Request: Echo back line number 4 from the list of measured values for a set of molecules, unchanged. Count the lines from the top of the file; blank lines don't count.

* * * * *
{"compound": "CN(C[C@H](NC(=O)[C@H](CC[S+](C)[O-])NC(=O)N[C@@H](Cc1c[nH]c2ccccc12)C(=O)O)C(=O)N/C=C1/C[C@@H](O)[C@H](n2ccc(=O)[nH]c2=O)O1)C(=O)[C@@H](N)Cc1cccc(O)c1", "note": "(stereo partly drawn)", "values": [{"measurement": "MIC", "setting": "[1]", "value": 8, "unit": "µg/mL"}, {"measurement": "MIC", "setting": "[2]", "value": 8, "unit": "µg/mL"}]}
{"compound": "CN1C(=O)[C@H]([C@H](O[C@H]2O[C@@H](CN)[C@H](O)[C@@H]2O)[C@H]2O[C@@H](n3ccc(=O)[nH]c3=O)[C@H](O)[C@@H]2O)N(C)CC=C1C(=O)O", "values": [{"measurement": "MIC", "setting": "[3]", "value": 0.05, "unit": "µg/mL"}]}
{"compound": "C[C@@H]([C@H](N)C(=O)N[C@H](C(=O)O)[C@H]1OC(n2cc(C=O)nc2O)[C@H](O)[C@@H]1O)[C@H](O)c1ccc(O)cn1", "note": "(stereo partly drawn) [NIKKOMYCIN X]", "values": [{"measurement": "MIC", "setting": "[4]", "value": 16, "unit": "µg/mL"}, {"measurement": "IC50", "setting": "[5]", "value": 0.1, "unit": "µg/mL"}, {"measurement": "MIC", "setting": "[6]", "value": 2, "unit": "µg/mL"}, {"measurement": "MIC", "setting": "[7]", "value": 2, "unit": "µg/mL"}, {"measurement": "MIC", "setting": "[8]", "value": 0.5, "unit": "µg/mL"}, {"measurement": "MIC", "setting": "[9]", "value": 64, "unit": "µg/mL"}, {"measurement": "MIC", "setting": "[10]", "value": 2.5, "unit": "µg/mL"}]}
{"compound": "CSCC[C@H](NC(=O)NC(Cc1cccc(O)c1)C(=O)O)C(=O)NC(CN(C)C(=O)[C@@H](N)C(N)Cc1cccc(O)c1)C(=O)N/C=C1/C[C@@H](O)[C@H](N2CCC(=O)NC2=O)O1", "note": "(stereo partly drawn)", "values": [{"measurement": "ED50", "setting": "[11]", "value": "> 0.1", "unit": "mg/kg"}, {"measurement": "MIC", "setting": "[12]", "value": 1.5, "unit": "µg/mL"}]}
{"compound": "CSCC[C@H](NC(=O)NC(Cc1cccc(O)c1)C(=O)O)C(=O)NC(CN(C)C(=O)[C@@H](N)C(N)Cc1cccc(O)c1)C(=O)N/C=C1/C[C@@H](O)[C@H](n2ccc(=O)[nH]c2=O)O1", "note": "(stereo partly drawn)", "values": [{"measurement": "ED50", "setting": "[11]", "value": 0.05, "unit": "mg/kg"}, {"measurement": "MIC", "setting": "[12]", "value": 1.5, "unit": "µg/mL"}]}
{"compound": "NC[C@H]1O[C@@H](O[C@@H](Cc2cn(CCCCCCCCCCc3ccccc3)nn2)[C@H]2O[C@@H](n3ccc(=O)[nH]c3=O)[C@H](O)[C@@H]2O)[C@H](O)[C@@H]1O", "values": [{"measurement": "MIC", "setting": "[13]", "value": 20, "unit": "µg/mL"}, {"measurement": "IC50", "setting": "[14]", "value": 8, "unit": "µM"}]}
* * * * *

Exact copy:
{"compound": "CSCC[C@H](NC(=O)NC(Cc1cccc(O)c1)C(=O)O)C(=O)NC(CN(C)C(=O)[C@@H](N)C(N)Cc1cccc(O)c1)C(=O)N/C=C1/C[C@@H](O)[C@H](N2CCC(=O)NC2=O)O1", "note": "(stereo partly drawn)", "values": [{"measurement": "ED50", "setting": "[11]", "value": "> 0.1", "unit": "mg/kg"}, {"measurement": "MIC", "setting": "[12]", "value": 1.5, "unit": "µg/mL"}]}